The market for mobile applications in Africa is flourishing. Here’s why.
Restrictions to help stop the spread of the COVID-19 virus have limited physical contact, forcing people to rely more on virtual interactions through mobile apps. The increased interaction with these apps has had a significant impact on the global app market. According to Sensor tower intelligence, consumer spending on mobile apps peaked at $ 64.9 billion in the first half of 2021 on the App Store and Google Play.
To understand how the ecosystem of African applications has behaved since the start of the pandemic, Google and AppsFlyer, the global leader in marketing measurement, released a report that reveals a thriving mobile app market in three of Africa’s largest app markets (Nigeria, Kenya and South Africa) between Q1 2020 and the first quarter of 2021.
The report, which analyzed more than 6,000 apps and two billion installs in South Africa, Nigeria and Kenya, showed strong growth in the African mobile apps market, with an overall increase in installs of 41%. Nigeria posted the highest growth, with an increase of 43 percent, followed by South Africa – 37 percent and Kenya – 29 percent.
The COVID-19 pandemic, a growing fintech ecosystem and an increase in super apps are some of the factors responsible for the boom in the African mobile app market.
COVID-19 and containments
There was a restriction on mobility within countries, although to varying degrees. Containment has been more severe in South Africa. As a result, the country saw a 17% increase in the number of mobile app installs, compared to an increase of 2% and 9% in Nigeria and Ghana, respectively. According to AppsFlyer, gaming apps performed well between Q1 and Q2 2020. The segment grew by 50%, compared with an 8% increase in downloads of non-gaming apps.
Revenue from in-app purchases
According to the report, consumer spending increased in the third quarter and accounted for 33% of in-app purchase revenue in 2020. The most notable trend was an increase in in-app purchase revenue of 136% between July and September compared to the previous three months.
Revenue from in-app purchases in South Africa grew by 213%, while Nigeria and Kenya saw significant increases of 141% and 74%, respectively, during the same period. App advertising revenue has increased dramatically, with Africans glued to their smartphones more than ever. Between Q2 2020 and Q2 2021, app ad revenue increased 167%.
Since Android has a larger market share in Sub-Saharan Africa, advertisers are spending more money on the platform. Non-organic installs grew 54%, while iOS installs grew 19%. Between Q2 and Q3 2020, the cost per install (CPI) on iOS increased by 21%, implying that iOS app developers were getting fewer installs for the same budget.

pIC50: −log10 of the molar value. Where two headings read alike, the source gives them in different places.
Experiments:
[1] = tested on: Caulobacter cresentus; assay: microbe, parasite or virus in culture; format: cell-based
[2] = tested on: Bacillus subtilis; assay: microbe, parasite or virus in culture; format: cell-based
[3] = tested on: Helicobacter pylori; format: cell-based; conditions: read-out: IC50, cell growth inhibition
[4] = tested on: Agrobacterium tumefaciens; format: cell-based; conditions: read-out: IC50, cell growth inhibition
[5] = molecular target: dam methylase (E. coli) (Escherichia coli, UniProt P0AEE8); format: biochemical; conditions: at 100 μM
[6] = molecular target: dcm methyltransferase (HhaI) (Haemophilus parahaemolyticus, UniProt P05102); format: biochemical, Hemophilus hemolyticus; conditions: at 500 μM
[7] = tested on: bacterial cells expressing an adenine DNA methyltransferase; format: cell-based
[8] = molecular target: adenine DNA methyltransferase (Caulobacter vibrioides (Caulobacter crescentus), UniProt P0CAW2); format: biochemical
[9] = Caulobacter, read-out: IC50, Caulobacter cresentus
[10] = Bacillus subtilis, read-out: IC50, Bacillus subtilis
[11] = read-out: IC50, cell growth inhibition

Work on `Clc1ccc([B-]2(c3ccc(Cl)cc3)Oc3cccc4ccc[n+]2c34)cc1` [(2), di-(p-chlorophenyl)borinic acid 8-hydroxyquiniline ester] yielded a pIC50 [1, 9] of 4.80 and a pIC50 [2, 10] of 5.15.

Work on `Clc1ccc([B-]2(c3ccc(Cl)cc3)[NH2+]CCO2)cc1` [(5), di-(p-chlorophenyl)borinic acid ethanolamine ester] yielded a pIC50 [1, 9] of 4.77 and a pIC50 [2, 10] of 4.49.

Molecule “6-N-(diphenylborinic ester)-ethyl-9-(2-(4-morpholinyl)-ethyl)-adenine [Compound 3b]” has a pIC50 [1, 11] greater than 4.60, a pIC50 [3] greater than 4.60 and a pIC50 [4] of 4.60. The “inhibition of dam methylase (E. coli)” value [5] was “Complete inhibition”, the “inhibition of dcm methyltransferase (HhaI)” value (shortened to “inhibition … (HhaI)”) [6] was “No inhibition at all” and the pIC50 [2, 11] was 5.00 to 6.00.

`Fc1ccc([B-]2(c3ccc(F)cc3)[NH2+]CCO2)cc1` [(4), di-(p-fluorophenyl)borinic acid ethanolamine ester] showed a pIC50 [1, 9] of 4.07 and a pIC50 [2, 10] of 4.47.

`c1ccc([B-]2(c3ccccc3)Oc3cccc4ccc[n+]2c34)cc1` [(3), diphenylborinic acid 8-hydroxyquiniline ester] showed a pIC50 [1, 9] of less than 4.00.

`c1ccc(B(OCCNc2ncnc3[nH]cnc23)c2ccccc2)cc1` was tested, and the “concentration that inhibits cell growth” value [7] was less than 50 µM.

There was no increase in non-organic installs on iOS towards the end of the year and into 2021, compared to a 40% increase on Android. Gaming and non-gaming apps, which were highlighted in the first two quarters, grew 44% and 40%, respectively, in the first quarter of 2020 compared to the second quarter of 2020.
Fintech and super-apps
The development of African fintech has accelerated in recent years. According to a Disrupt Africa report, African fintechs grew by 89.4% between 2017 and 2021. Currently, the continent is home to more than 570 startups. Nigeria is at the head of this ecosystem, which is home to notable fintech companies such as Paystack, which was acquired by Stripe for $ 200 million, and Flutterwave, which raised a $ 170 million round.
There is now a plethora of fintech startups receiving funding from various sources. Fintech startups are building inclusion from the ground up on a continent where more than half of adult Africans have no access to any form of banking services. Many fintechs render their services through mobile gadgets, thus reflecting the number of fintech apps Africans use every day. Consumers in South Africa and Nigeria saw the number of financial app installs increase year over year by 116% and 60% respectively.
AppsFlyer claims super apps are on the rise as well. Super Apps are “all-in-one” apps that provide users with a range of functions such as banking, messaging, shopping and ridesharing. “Super apps remove some of the barriers these users face, while providing a level of knowledge and customer experience that traditional banks cannot,” the report says.
Commenting on the trends highlighted in the report, Daniel Junowicz, RVP EMEA & Strategic Projects, AppsFlyer said, “We are proud to join forces with Google to provide businesses with the information and technology to succeed on mobile. in Africa. The mobile application space in Africa is booming, despite the turbulence of the past year. The number of installs is increasing and consumers are spending more money than ever before, showing how important mobile can be to businesses when it comes to generating revenue. As a result, mobile marketing is becoming more and more important for businesses across the continent. “
Rama Afullo, Africa Applications Manager at Google, added: “While it is clear that mobile adoption is increasing, there is still room for growth in application marketing, with many marketers in the early stages of their application maturity journey. Leveraging app promotion and engagement tools like Google’s app campaigns, utilizing analytics and measurement tools, and working with mobile measurement partners like AppsFlyer, will be essential for businesses that want develop their user base, generate customer value and continue to improve the user experience. “
Written by Adekunle Agbetiloye